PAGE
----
Love Some or All?
Love Some or All?
Jesus condenses the Law into two statements: “Thou shalt love the Lord thy God with all thy heart, and with all thy soul, and with all thy mind… Thou shalt love thy neighbour as thyself” (Matt. 22:34–40).
Do we love God? Do we love our neighbor? We love God, “because he first loved us” (1 John 4:19). We are incapable of loving God with our own strength. Our only possibility to please and love God is through grace in Christ. We are also incapable of truly loving our brother because of the corrupt forces that arise in our flesh and blood. Has resentment, anger, and hate sometimes been close to us? “If a man say, I love God, and hateth his brother, he is a liar” (1 John 4:20). John reminds, “Beloved, if God so loved us, we ought also to love one another” (1 John 4:11). Oh, how we also need God’s help to show love to our fellowman!
Loving Those Who Love Us
Those people around us who have extended love to us are easier to love. Often we love because we see a benefit to ourselves or expect love in return. We may think, maybe we’ll receive recognition, love, money, acts of service, etc. We are selfish human beings. Jesus says, “For if you love those who love you, what reward will you have?” And He adds that even the dishonest tax collectors do that much (Matt. 5:46).
While it is easier to love those who love us, we too often take our closest ones for granted and fall short in serving with love. Have you dear father of a family worked to lighten the load of your wife with an encouraging word, a hug, or by doing the dishes or other household chores? Children and young people, have you loved your parents by thanking them for all they have done or by helping with the younger siblings, house cleaning, or yard work?
Loving the Undesirable
Is it easy to love those who may be a burden to us, those who have wronged us, those who bear the consequences for their foolish decisions and seek our help to get out of a bind? What about those who have less, those who are poor, have lesser abilities, and so on? Have we found it hard to remember that such a person also is our neighbor?
In His Parable (paradigm) of the Good Samaritan (Luke 10:25–37), Jesus answers the lawyer’s questions of how one is saved and who is our neighbor. Because their hearts were not cleansed with Christ’s gospel that gives power to love, we see how the priest and the Levite couldn’t be bothered to help the man that lay robbed, beaten, and half dead on the way to Jericho. But the despised Good Samaritan saw this man as his neighbor whom he was to love as himself. This love arose from a merciful heart. Jesus even takes it a step further in teaching us, “Love your enemies and pray for those who persecute you” (Matt. 5:44). Have we fared well with this instruction of Him who loved all perfectly?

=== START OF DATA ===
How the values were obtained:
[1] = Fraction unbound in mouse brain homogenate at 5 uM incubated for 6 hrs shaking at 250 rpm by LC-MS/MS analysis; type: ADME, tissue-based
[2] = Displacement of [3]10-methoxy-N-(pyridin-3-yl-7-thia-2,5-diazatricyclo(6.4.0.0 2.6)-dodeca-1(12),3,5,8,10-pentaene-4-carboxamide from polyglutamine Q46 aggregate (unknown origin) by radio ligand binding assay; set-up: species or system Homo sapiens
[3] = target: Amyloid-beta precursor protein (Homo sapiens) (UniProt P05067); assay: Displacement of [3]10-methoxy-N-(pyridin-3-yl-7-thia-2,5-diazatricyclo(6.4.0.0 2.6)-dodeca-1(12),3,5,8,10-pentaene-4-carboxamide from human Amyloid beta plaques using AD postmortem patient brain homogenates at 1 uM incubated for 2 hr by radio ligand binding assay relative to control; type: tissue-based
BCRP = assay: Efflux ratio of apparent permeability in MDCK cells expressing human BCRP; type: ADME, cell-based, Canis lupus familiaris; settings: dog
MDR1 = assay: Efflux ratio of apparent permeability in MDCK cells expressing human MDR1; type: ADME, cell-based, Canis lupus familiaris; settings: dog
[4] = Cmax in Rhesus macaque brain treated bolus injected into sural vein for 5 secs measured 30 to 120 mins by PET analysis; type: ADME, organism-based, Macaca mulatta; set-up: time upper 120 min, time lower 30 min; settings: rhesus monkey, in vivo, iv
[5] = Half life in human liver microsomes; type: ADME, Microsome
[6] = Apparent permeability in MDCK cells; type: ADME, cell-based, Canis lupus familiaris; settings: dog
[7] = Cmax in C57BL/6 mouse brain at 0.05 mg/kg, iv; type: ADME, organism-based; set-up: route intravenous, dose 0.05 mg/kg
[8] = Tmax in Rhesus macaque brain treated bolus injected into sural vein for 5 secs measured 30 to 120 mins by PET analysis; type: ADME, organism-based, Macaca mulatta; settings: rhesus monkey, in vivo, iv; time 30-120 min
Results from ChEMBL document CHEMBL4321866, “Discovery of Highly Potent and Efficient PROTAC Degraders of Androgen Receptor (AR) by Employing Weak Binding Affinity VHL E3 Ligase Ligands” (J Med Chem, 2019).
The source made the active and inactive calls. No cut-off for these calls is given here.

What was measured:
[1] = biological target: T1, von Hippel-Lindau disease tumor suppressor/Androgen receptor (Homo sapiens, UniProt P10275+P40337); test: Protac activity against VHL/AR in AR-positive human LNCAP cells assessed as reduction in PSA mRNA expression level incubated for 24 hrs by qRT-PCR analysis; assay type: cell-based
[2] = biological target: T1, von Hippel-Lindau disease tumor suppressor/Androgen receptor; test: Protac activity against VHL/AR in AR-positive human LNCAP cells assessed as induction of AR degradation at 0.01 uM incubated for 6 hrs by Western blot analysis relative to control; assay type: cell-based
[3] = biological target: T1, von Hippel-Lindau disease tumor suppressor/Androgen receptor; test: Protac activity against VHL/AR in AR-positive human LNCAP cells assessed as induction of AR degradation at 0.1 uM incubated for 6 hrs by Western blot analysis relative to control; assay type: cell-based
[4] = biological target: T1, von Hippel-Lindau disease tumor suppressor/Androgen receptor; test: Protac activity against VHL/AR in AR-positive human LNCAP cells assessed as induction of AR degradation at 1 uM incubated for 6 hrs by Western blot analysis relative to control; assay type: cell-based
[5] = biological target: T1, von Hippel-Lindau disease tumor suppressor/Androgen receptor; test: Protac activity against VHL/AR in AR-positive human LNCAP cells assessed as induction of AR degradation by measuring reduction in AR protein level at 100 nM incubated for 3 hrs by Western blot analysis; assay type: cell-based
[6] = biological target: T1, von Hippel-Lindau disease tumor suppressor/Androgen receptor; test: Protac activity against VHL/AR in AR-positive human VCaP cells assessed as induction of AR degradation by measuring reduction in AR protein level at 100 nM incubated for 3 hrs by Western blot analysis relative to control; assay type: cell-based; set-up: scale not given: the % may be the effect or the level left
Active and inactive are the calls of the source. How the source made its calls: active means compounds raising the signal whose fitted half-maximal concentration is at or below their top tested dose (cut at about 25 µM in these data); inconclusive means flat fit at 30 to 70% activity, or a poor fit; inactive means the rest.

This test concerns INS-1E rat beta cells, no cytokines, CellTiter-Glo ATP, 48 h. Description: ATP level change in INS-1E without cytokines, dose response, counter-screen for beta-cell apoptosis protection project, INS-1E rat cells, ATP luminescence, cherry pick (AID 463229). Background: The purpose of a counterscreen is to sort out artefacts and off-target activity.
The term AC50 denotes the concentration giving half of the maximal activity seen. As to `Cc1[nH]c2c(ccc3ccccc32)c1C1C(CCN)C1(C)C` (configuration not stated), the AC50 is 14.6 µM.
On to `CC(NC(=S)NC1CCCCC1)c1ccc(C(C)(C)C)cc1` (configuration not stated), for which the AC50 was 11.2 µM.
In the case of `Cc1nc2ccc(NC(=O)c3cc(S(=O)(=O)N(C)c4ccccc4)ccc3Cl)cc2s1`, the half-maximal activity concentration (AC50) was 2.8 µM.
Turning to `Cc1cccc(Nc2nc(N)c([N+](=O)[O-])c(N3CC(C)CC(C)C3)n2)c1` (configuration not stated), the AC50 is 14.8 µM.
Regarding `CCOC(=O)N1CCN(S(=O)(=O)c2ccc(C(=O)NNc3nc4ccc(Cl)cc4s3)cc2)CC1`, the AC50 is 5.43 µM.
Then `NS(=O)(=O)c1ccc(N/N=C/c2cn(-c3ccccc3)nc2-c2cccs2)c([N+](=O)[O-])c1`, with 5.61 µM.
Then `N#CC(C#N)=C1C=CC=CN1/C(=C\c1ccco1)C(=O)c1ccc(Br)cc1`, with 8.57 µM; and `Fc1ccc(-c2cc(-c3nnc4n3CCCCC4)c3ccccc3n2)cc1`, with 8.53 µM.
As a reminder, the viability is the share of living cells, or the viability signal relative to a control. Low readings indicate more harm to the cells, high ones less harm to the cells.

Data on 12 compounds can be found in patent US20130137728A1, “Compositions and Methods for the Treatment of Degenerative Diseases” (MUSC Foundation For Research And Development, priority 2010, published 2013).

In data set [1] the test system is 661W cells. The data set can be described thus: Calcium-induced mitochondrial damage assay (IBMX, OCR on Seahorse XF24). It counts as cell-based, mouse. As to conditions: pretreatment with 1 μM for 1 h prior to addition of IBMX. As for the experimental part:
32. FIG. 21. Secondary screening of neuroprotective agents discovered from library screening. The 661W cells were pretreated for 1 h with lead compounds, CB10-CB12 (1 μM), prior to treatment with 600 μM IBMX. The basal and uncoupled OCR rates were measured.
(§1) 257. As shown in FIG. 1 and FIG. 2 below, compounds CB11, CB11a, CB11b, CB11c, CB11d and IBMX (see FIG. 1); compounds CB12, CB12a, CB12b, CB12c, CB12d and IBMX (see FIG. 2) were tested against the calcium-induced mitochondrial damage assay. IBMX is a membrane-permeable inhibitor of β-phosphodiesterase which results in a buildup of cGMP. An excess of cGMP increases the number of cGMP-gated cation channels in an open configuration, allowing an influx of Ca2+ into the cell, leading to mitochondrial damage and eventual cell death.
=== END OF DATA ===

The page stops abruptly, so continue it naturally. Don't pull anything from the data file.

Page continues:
God’s children who will once be called to everlasting life will not feel like they have merited salvation and will wonder how they have served the Lord Jesus. “The righteous answer him, saying, Lord, when saw we thee an hungred, and fed thee? or thirsty, and gave thee drink? When saw we thee a stranger, and took thee in? or naked, and clothed thee? Or when saw we thee sick, or in prison, and came unto thee?” Jesus will then assure them, “Verily I say unto you, inasmuch as ye have done it unto one of the least of these my brethren, ye have done it unto me” (Matt. 25:37–40).
How Can We Serve and Love?
Often our intentions are good, but our good intentions have not assisted a tired mother in need of help, fed the poor, encouraged the mentally ill, helped a struggling addict into treatment, etc. The needs for services of love are many. May God give us eyes to see the many needs around us and do what we can within reason. The possibilities are many: A group of youth may visit and sing songs with an elder in a care facility or go to babysit and clean at a young family’s home so the parents can get a break. Sometimes lifelong friends in faith, confessor fathers or mothers, are found through these acts of service. A local congregation could conduct a food drive for a local food shelf. A family could invite someone for the holidays who doesn’t have close ones to celebrate with.
I remember as a child feeling disappointment when my father or siblings invited someone outside of the family to celebrate a holiday with us; it felt like our family celebration wouldn’t be the same. As the years have passed, I have seen the blessings of this teaching in my childhood home. Many of these “strangers” have become lifelong friends and escorts in faith. The example of the Good Samaritan was taught in practice at home.
“Let brotherly love continue. Be not forgetful to entertain strangers: for thereby some have entertained angels unawares. Remember them that are in bonds, as bound with them; and them which suffer adversity, as being yourselves also in the body” (Heb. 13:1–3).
We have fared poorly. Yet, God is a forgiving God and has loved us so much that He sent His only Son, our Lord Jesus Christ, to save us from sin. That is love! May the Giver of that love prompt us undeserving recipients of His miraculous grace to serve Him and our fellowman with all we have been given!
1. Discuss Galations 6:10: “As we have therefore opportunity, let us do good unto all men, especially unto them who are of the household of faith.”
2. Are there believers who are struggling, without help? How can we reach out?
3. Do we help those who are not believing as we are?
4. How can we help those with an addiction of one sort or another?
5. How can we utilize societal resources around us to help?